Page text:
On paper, the cameras shouldn't be too bad, either. The rear module -- which reminds me of Sony's XZ2 Premium -- consists of a 16MP 1.22um f/1.8 main camera plus a 24MP 0.9um f/1.8 secondary camera -- the latter is for AI-enhanced low-light photography using pixel binning, in order to mimic a 1.8um sensor. You still get up to 4K video capture, but there's no super slow motion mode here.
With the screen down, you'll see the Z5 Pro's 16MP f/2.2 front-facing camera along with an 8MP infrared camera, with the latter claiming to offer a more accurate facial recognition than the lower-resolution infrared cameras used by the few competitors. But of course, you can always just use the in-display fingerprint reader.
What's weird is that the earpiece here is sandwiched between these two front cameras instead of being at the top, and since there is no audio passthrough on the screen, you have to slide the screen down every time you make a call. Even though the screen looks nice without the earpiece slit along the top edge, this is still a strange sacrifice to make in terms of convenience.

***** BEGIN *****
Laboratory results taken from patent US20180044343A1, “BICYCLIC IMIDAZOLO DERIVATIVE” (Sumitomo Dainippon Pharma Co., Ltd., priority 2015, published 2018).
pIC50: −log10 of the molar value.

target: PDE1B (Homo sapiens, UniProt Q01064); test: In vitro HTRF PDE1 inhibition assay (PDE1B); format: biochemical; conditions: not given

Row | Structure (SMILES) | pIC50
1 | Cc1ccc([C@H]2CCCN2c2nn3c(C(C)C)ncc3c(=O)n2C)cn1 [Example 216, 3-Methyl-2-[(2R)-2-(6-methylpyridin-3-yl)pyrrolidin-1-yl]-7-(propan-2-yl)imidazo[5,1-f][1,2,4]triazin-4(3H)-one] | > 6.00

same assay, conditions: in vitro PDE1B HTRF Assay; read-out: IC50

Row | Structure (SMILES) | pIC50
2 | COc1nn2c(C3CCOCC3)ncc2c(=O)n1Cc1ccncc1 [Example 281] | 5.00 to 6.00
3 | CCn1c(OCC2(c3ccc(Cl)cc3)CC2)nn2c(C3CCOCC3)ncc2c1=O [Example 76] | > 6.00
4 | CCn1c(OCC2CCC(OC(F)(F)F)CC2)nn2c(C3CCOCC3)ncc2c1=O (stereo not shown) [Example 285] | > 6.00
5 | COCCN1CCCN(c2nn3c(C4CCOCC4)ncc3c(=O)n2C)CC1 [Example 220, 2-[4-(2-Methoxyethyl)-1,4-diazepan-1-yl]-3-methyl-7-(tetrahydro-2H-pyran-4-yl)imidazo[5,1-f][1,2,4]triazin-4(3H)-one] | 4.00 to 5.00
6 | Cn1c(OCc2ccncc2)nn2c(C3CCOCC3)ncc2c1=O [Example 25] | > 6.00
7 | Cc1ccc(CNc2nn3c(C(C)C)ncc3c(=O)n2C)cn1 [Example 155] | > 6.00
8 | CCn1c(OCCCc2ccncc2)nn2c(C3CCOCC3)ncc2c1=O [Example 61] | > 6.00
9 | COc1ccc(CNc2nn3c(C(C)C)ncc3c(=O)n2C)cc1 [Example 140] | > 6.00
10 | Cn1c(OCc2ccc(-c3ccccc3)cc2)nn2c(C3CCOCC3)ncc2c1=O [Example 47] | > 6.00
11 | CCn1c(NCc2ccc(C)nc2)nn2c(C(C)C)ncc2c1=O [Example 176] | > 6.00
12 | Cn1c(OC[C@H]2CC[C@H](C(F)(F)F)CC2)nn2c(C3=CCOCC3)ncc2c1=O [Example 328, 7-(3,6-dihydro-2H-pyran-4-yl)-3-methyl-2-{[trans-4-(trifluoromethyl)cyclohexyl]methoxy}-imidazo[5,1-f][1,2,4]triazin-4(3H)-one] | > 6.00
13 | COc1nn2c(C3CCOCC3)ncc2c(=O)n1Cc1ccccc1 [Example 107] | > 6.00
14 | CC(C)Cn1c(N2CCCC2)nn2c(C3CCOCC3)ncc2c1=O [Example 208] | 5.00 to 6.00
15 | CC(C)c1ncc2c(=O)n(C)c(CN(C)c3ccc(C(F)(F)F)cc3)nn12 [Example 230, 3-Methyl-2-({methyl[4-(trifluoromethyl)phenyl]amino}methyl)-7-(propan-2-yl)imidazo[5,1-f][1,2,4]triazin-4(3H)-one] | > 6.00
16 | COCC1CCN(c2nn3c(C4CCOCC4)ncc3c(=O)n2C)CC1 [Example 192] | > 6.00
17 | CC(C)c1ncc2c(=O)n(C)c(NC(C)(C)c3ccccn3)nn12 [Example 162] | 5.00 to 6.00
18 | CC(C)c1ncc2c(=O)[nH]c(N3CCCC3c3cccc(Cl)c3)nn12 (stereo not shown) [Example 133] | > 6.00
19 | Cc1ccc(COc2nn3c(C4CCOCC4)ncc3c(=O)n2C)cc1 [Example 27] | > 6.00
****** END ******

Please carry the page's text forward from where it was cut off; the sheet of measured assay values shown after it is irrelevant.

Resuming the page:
What I'm also unsure of is whether this "double helix structure" sliding mechanism is as good as the ones implemented by the Z5 Pro's direct competitors. But at 9.3mm thick, this Lenovo is definitely the thickest of the three sliders, though it's also the narrowest thanks to its 73.04mm width.
Lenovo is already taking pre-orders for the Z5 Pro today, with the 64GB version going for 1,998 yuan or about $290, and the 128GB version for 2,298 yuan or about $330. But again, this phone isn't very US-friendly -- its LTE bands are mostly for Asia and Europe, so you've been warned.